The Government of Kenya has assumed a global leadership position in recent years in purposefully crafting policy to enable the growth of the liquid bioethanol cooking fuel industry. In 2015, after observing pilots in Kenya and other countries, the category of “denatured bioethanol for cooking and heating” was formally recognised and provided an exemption from the USD 2 per litre excise tax charged on beverage alcohol. This new category of cooking energy was then regulated, with strict requirements on denaturing, colouring and supply chain accounting compliance.
Two new national standards were written and published by the Kenyan Bureau of Standards, covering ethanol cooking appliances, and bioethanol cooking fuel. VAT on ethanol stoves was exempted, and VAT on denatured bioethanol cooking fuel remain under discussion with Kenya's National Treasury around enabling policy change that can spur the growth of this industry.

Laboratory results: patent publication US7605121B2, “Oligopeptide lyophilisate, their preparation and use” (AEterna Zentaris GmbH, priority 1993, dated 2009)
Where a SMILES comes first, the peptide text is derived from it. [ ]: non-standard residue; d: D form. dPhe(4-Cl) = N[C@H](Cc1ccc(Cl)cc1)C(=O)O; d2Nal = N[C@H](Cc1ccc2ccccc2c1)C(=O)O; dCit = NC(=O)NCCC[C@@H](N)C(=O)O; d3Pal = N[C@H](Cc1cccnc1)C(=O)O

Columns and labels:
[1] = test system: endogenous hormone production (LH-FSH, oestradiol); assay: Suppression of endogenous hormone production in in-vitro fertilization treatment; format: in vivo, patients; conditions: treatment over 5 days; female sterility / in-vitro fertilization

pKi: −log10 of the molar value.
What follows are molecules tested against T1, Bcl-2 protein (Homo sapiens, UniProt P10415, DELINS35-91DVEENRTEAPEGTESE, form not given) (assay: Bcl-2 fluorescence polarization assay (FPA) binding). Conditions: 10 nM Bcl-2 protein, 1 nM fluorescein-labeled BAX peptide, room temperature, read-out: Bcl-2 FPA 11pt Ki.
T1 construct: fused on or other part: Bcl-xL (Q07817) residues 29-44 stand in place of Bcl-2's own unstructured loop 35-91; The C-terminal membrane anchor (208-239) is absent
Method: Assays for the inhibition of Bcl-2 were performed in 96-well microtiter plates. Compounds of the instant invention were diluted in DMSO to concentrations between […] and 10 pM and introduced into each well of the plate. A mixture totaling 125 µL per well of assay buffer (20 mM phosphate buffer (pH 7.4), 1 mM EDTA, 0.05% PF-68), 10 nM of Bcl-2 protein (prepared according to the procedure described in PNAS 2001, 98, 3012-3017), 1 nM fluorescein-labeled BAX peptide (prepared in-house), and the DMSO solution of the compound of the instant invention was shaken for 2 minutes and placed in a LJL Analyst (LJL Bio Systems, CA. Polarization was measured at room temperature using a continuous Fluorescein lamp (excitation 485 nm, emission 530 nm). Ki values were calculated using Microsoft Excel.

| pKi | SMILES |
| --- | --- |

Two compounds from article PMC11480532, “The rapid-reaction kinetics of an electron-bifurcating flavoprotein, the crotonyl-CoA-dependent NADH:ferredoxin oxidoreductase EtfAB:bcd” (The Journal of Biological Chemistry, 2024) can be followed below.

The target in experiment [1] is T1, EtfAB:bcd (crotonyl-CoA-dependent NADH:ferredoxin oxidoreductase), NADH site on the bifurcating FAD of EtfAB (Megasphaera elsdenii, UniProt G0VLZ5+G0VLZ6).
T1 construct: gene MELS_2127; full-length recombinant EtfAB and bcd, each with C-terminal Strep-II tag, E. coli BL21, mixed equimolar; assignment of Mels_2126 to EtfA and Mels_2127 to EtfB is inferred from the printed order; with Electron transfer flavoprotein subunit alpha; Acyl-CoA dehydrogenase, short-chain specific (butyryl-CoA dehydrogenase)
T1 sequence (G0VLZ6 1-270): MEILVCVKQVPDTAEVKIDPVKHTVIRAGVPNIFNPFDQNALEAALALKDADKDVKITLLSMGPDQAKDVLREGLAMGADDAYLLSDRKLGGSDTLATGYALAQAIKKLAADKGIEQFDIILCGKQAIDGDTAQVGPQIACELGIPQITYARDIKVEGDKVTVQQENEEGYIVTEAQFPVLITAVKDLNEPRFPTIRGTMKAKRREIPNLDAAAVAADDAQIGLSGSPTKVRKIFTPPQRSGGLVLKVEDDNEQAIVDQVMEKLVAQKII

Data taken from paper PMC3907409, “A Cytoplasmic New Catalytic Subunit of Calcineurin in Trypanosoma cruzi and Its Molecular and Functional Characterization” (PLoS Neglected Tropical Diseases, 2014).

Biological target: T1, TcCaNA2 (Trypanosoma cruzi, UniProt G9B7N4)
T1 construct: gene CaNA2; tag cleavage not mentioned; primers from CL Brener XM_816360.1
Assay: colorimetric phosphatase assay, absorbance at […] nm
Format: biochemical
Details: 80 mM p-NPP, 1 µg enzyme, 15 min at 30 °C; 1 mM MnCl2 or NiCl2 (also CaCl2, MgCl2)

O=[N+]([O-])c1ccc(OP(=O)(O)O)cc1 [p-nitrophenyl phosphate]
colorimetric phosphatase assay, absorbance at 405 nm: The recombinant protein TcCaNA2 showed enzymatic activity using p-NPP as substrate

A new public-private initiative to develop the “Kenyan Bioethanol Cooking Fuel Masterplan” has recently commenced, under the auspices of the Ministry of Industrialization and with involvement from the Ministries of Energy, Agriculture and Environment, whose specific purpose is to identify opportunities to introduce policies that attract large-scale institutional investment into the nascent sector.